Small Loans, Big Results

Smaller banks are extending more loans, but they can’t do it alone.
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Eager to lend to credit-worthy businesses, yet lacking the economic pull of a major financial institution, small banks are pooling their resources to boost earnings. The Bank of Birmingham, for example, will originate $5 million in loans this year in concert with the U.S. Small Business Administration.

It’s the first time in four years the bank has participated in the SBA program, says Rob Farr, president and CEO of the Bank of Birmingham. “We’re all looking for good commercial borrowers,” he says. “As for loan amounts, really no one is too small (the average loan is $500,000), but there are borrowers that are too big for us.”

For loans above $2.5 million, the Bank of Birmingham will seek out lending partners. With the right mix, an overall lending program of $5 million or more can be extended, but the borrower must have plenty of experience. To serve the market, Farr has been hiring more banking veterans who are accustomed to researching larger loan programs.

That’s come in handy, as more auto-related businesses are under consideration for financing, while restaurants — a particularly challenging sector, given high closure rates — are back in vogue under the right circumstances. “We want good operators, not a doctor who decides to open a restaurant,” Farr says.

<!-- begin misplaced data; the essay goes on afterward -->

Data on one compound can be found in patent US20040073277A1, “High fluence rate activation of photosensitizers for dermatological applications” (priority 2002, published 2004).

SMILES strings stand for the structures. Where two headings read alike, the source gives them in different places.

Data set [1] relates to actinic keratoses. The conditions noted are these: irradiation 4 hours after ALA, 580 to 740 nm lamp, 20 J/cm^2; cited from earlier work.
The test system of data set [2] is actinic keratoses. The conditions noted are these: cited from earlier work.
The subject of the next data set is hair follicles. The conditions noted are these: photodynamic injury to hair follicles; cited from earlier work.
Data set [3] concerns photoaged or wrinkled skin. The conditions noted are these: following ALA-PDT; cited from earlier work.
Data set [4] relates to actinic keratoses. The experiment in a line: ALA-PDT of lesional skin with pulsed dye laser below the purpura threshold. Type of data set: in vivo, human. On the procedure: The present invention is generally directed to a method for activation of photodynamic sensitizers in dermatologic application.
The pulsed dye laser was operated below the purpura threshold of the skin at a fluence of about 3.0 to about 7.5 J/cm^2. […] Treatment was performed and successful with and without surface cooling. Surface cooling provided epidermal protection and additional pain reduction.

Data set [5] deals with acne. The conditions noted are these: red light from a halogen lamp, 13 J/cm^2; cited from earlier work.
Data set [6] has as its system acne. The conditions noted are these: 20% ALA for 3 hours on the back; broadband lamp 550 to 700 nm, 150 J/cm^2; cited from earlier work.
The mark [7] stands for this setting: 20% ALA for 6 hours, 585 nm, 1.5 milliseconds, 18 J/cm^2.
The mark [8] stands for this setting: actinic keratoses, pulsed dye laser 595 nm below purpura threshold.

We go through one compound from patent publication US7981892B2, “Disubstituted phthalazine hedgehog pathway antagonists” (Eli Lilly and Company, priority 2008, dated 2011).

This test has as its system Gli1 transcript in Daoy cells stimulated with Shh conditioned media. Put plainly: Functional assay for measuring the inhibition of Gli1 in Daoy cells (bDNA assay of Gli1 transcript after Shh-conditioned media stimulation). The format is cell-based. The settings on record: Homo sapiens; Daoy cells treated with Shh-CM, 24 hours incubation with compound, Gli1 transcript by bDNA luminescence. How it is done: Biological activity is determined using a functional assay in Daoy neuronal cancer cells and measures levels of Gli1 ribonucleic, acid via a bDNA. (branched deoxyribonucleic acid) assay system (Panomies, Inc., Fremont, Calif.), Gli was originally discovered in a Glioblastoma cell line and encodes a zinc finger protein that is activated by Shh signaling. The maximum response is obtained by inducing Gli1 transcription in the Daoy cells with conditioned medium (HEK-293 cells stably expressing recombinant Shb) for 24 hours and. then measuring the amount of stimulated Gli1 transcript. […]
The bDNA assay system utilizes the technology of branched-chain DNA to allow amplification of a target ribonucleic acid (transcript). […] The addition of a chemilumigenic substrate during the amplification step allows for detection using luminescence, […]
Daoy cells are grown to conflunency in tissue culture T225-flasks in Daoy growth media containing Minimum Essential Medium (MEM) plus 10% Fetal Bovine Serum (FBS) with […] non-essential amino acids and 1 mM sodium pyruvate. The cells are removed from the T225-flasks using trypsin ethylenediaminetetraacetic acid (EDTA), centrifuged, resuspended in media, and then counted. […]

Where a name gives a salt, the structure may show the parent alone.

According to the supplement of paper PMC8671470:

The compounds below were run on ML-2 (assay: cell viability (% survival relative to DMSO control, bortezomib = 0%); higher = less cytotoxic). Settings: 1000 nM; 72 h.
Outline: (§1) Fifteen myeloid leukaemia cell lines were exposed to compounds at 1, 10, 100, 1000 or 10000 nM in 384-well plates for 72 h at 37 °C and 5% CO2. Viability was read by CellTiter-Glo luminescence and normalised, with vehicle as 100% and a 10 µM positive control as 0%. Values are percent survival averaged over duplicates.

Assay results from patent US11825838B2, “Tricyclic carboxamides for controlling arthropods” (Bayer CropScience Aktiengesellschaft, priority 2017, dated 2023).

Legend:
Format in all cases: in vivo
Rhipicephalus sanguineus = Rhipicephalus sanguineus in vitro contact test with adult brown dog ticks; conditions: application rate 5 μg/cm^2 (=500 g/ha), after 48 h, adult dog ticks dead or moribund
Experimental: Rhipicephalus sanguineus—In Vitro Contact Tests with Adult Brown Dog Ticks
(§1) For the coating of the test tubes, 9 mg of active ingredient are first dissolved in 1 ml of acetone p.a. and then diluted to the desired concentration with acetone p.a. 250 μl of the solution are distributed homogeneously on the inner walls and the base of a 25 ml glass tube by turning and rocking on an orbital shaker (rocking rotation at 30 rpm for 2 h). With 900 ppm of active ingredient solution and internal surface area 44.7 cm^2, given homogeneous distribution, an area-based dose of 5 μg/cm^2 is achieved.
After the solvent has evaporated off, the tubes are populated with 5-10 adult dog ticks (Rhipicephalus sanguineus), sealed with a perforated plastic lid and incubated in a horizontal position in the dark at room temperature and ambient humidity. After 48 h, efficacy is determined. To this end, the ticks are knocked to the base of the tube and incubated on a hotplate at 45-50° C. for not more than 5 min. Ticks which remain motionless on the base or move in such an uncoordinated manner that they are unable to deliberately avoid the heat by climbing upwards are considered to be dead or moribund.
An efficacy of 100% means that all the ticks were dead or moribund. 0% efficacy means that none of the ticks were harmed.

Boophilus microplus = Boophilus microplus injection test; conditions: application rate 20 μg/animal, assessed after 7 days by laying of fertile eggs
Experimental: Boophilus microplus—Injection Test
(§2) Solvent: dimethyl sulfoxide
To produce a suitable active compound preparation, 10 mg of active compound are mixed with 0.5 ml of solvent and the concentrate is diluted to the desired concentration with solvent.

In recent months, the Bank of Birmingham extended loans to Mr. B’s Pubs Inc., which operates several area sports bars, and Cantina Diablo in Ferndale, which recently opened a second location in downtown Royal Oak. “It’s a new line of business for us,” Farr says.

Meanwhile, Joe Vicari, president and CEO of Andiamo Restaurant Group in Warren, worked with Level One Bank in Farmington Hills to finance the reopening of Joe Muer’s Seafood Restaurant, set for late September. The landmark, which operated north of Detroit’s Eastern Market from 1929 to 1988, will move into the former Seldom Blues space inside General Motors Co.’s corporate headquarters at the Renaissance Center in downtown Detroit.

“We have a real comfort level with Level One Bank, and we were happy to partner with a local lender,” Vicari says. “We try to source as many local suppliers as possible, including banks. The money stays in the region, and it helps stimulate jobs.”

The 250-seat eatery will offer lunch and dinner classics like broiled swordfish, filet of lemon sole, and fried Cape Cod scallops. db

 

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